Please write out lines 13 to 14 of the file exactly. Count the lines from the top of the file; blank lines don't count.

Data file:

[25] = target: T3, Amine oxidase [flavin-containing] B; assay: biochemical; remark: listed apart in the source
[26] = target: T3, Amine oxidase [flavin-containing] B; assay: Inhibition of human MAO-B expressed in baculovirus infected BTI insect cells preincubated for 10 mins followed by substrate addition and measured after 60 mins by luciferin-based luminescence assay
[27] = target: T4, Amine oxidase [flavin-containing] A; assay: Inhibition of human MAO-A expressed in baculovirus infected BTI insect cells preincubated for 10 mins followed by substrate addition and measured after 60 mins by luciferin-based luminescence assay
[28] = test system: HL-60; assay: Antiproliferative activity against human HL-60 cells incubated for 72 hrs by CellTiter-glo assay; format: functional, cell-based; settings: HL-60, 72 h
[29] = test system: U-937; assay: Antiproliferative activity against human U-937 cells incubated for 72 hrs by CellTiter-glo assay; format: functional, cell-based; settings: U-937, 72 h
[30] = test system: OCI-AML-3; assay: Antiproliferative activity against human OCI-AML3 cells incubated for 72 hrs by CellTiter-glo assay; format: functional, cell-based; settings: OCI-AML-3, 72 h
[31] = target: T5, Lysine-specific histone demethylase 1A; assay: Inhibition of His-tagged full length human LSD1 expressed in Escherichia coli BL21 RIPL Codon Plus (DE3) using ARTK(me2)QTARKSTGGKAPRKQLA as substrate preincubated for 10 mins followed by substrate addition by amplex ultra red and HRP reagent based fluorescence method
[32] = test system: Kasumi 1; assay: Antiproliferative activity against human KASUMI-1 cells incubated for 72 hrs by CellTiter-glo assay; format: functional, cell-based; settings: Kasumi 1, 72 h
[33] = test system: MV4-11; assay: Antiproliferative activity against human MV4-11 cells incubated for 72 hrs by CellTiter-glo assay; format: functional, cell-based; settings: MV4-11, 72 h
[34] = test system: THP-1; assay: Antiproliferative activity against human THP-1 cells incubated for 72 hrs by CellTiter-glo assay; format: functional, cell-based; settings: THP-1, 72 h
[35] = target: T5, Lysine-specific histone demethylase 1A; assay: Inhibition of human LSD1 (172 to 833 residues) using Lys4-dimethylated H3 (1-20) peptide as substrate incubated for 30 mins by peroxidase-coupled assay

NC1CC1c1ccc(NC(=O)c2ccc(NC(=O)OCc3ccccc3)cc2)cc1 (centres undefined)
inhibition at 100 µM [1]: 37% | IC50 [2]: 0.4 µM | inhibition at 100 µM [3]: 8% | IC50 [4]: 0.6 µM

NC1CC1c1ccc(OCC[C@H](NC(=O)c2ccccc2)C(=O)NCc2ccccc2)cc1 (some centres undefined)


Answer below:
inhibition at 100 µM [1]: 37% | IC50 [2]: 0.4 µM | inhibition at 100 µM [3]: 8% | IC50 [4]: 0.6 µM

NC1CC1c1ccc(OCC[C@H](NC(=O)c2ccccc2)C(=O)NCc2ccccc2)cc1 (some centres undefined)